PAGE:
Islam — The Straight Path: Islam Interpreted by Muslims

by Kenneth W. Morgan

Kenneth W. Morgan is Professor of history and comparative religions at Colgate University.

Published by The Ronald Press Company, New York 1958. This material was prepared for Religion Online by Ted and Winnie Brock.


(ENTIRE BOOK) A collection of essays written by Islamic leaders for Western readers. Chapters describe Islam’s origin, ideas, movements and beliefs, and its different manifestations in Africa, Turkey, Pakistan, India, China and Indonesia.


  • Preface

    The faith of Islam, and the consequences of that faith, are described in this book by devout Muslim scholars. This is not a comparative study, nor an attempt to defend Islam against what Muslims consider to be Western misunderstandings of their religion. It is simply a concise presentation of the history and spread of Islam and of the beliefs and obligations of Muslims as interpreted by outstanding Muslim scholars of our time.

  • Chapter 1: The Origin of Islam by Mohammad Abd Allah Draz

    The straight path of Islam requires submission to the will of God as revealed in the Qur’an, and recognition of Muhammad as the Messenger of God who in his daily life interpreted and exemplified that divine revelation which was given through him. The believer who follows that straight path is a Muslim.

  • Chapter 2: Ideas and Movements in Islamic History, by Shafik Ghorbal

    The author describes the history and problems of the Islamic society from the time of the prophet Mohammad as it matures to modern times. Statistical compilations of the numbers of Muslims in various countries are listed.

  • Chapter 3: Islamic Beliefs and Code of Laws by Mahmud Shaltout

    The author holds that it has been proven that the Qur’an could not possibly be the work of Muhammad or of any other human being, but has been given to the Prophet by Holy Revelation. Of this there is no doubt whatsoever. Thus, the beliefs of Islam are True.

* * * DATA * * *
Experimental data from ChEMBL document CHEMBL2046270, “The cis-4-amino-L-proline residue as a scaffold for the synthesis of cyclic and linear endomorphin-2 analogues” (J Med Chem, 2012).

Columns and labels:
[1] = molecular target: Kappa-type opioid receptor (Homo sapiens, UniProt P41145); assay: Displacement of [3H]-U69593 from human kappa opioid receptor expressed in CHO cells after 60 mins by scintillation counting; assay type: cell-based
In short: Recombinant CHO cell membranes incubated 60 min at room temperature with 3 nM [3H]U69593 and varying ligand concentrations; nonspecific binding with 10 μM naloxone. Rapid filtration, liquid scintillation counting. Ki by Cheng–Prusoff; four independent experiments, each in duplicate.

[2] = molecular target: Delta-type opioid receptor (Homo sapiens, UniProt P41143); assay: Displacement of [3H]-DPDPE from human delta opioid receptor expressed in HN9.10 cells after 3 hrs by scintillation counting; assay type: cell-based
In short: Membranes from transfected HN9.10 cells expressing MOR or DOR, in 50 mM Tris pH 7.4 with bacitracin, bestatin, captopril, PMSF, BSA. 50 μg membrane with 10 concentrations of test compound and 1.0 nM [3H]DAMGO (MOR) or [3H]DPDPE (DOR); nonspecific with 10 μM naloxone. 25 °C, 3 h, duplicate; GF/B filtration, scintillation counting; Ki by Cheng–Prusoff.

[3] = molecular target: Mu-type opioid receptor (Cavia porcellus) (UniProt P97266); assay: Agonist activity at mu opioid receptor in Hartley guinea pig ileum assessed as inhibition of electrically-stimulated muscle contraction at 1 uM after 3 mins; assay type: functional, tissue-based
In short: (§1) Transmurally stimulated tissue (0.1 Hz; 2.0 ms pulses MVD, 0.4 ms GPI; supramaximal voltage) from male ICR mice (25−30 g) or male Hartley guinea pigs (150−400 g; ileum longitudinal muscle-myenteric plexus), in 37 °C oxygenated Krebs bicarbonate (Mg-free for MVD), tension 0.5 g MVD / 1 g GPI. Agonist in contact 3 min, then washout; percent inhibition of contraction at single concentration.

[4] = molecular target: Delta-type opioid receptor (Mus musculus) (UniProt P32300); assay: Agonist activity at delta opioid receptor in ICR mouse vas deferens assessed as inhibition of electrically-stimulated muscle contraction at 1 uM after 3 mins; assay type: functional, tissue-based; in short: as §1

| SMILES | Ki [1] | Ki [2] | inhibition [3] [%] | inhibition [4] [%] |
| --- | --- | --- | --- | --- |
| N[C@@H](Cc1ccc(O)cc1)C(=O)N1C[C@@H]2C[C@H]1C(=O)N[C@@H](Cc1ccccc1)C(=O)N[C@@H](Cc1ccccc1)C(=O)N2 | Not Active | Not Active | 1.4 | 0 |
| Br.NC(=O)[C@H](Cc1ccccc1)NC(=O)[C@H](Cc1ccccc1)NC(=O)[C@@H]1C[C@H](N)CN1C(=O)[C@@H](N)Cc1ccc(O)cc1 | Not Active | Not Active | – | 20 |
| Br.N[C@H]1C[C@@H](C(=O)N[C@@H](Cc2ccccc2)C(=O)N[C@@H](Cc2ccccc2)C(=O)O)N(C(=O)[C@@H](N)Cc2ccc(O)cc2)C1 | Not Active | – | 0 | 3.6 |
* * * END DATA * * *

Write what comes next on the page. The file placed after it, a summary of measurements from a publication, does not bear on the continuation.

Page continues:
• Chapter 4: The Rational and Mystical Interpretations of Islam by A. E. Affifi

    This chapter discusses the interpretations gleaned from the writings of the old schools of Muslims — mystics and rationalists, including both the theologians and the philosophers — who are not usually regarded by the orthodox school as strict Muslims, but whose influence on Muslim thought and practical religious life is felt even today.

  • Chapter 5: Shi‘a, by Mahmood Shehabi

    Religion is a set of rules, regulations, and plans which God has set up to guide man’s life in such a way that he will become happy in both worlds. The religious man is one who submits himself to God’s rules and obeys them.

  • Chapter 6: Islamic Culture in Arab and African Countries by Ishak M. Husaini

    The interaction between groups of Islamic people has been influenced by the wide cultural varieties of different Islamic countries. These diversities are not due to variations in geographic environments or to different civilizations, but are due only to recognized sectarian differences.

  • Chapter 7: Islamic Culture in Turkish Areas by Hasan Basri Çantay

    An excellent summary of the history, beliefs and diversity of Islam, particularly in Turkish areas. The author answers the question: “Why is Islam so backward today?”

  • Chapter 8: Muslim Culture in Pakistan and India by Mazheruddin Siddiqi

    The history of Islam in Pakistan and India – its growth and retrenchment – and the situation today. Islam, with its simplicity of faith and clarity of doctrine, made a tremendous impression on the Hindu mind, and within the first twenty-five years after its arrival in the seventh century A.D.

  • Chapter 9: Islamic Culture in China by Dawood C. M. Ting

    The rise and fall of Islam in China. Most Chinese Muslims are descendants of Arabian, Iranian, or Turkish parents who came to China by the various trade routes, intermarried with the Chinese and adopted Han customs. Thus, both cultures are mixed which has led to many unique contributions from China. Islam interacted with Confucianism, Taoism and Buddhism.

  • Chapter 10: Islam in Indonesia by P. A. Hoesein Djajadiningrat

    The earliest historical record of Islam in Indonesia comes from Marco Polo (A.D. 1292) when he took a sojourn in Perlack on the north coast of Sumatra while he was on his way back to Venice. He found the people there had been converted to Islam by “Saracene” merchants. Today Indonesia has the largest population of Muslims, mostly Sufi, with its distinctive mysticism.

  • Chapter 11: Unity and Diversity in Islam by Mohammad Rasjidi

    The texts of the Qur’an are still and will always be valid, but we should understand them in the light of present knowledge. At the present time, there are four major tendencies in the Islamic world — orthodoxy, reform, Sufism, and Shi’a. One of the great tasks facing religious scholars in our time is the re-examination of the jurisprudence of Islam in the light of reason and modern knowledge.

  • Bibliography
  • Glossary of Islamic Terms